Ever since I moved into a one bedroom, I’ve been looking for any and all opportunities to have get-togethers. I’m a hostess at heart: I love planning, decorating, and getting the people that make me happiest together in one place for a good time. (I even joked with my friends that I might have an Arbor Day gathering. But really, why not?) So when July 4th came around, I knew it was time to host a par-tay to celebrate our great nation…in other words, have an excuse to eat, drink, and be merry.

As soon as I told one of my good friends and fellow magazine editors about the gathering, she passed along the party-in-a-box she’d been sent at her job, a creation by the new company Revelry House. The kit is full of every adorable thing an eager 20-something party-thrower might need to have a great July 4th bash, and I was ecstatic when I found out the business was co-founded by Lo Bosworth, the beloved sidekick from Laguna Beach and The Hills. (I was actually just lamenting about missing those shows with my friends. Admit it: Real or not, they were addicting).

In my box: Blue-and-white paper straws, sparkly American-themed cupcake toppers, star confetti, an American flag scarf, cardboard dining trays, bamboo cutlery, and more. The boxes are a bit pricey, at $189, but they eliminate the need to spend hours shopping, budgeting, and planning. And what I love most about the idea is that the box gives you all the tools you need to throw a great shindig, but you can also make them uniquely your own. For instance, in addition to the flag, bicycle, and rocket shaped toppers, I threw some blue and red sprinkles onto the white icing of my cupcakes; the confetti went on the table and inside the red balloons (and although it got everywhere, it was totally worth it); the flag scarf became my tablecloth, and the blue and white straws went swimmingly with the red signature cocktail I’d already planned.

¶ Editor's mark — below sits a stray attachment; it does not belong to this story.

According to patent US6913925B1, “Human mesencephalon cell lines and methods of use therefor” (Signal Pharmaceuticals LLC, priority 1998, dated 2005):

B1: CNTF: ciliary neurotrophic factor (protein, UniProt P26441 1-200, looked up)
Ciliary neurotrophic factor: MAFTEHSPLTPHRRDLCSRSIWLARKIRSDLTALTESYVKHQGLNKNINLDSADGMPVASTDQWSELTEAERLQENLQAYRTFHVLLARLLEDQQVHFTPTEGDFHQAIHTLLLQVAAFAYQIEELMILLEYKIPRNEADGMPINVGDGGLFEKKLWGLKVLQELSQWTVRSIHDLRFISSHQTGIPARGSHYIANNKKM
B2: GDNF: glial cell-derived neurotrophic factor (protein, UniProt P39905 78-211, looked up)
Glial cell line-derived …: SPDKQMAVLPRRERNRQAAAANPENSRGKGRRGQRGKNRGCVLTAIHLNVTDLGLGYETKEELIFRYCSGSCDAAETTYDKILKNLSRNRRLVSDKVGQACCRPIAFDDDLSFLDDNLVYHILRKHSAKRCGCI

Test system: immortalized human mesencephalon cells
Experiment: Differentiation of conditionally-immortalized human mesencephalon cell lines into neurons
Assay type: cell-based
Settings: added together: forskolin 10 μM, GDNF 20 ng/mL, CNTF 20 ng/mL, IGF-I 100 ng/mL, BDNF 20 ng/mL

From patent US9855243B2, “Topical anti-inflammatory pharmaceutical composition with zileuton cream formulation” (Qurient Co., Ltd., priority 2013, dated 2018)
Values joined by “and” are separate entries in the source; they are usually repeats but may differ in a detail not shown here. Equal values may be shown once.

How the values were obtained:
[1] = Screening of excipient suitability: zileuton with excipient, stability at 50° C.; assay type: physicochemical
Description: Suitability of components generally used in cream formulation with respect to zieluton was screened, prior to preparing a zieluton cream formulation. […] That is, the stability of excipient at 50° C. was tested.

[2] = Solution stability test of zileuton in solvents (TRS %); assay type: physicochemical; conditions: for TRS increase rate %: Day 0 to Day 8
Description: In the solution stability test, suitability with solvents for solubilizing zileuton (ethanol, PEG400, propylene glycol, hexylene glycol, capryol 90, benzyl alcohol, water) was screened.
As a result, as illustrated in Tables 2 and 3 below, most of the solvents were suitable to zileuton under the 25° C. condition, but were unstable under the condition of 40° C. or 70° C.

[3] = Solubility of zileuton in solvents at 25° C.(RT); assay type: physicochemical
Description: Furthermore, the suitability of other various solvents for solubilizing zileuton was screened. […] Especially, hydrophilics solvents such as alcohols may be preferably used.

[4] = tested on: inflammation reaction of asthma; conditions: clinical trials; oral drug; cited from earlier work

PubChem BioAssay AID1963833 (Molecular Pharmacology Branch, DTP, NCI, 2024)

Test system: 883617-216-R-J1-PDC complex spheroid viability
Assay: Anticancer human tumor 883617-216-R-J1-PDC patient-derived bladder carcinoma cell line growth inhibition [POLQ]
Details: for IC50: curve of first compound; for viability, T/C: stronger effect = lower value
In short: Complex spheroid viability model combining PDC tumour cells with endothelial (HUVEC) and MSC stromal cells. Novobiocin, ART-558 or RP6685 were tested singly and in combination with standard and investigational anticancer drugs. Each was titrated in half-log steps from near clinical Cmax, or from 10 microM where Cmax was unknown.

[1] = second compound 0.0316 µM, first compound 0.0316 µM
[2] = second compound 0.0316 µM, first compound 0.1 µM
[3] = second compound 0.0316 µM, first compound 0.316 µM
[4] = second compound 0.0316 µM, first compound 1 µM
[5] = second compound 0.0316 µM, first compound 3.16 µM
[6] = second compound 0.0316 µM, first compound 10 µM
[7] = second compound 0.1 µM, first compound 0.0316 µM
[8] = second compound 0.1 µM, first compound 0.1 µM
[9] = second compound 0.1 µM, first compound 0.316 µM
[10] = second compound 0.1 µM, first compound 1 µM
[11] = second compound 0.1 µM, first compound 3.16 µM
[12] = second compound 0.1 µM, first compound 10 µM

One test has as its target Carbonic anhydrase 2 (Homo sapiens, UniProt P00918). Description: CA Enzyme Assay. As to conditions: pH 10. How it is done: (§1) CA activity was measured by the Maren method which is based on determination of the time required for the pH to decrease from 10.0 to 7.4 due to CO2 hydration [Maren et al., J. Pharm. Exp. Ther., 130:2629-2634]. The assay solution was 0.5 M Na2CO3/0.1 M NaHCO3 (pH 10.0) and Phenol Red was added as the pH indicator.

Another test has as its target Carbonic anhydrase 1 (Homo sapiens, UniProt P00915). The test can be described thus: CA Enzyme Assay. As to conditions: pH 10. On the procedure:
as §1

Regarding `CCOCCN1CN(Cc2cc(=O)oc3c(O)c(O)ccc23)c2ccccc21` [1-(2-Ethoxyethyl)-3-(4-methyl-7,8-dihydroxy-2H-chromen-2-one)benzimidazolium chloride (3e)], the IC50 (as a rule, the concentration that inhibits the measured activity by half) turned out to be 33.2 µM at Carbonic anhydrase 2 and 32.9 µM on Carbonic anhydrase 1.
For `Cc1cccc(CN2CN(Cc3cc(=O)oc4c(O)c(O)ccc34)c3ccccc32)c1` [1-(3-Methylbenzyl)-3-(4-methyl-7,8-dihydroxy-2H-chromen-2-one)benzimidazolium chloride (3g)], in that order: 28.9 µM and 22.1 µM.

Some photo evidence that I actually pulled this off:

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And guess what? The July 4th party-in-a-box also included sparklers, which I tried out on my balcony at the end of the night w/ my besties. Nice work, Lo—I’ll definitely be checking out the Birthday and Bachelorette Boxes, whenever one of my friends decides to tie the knot next.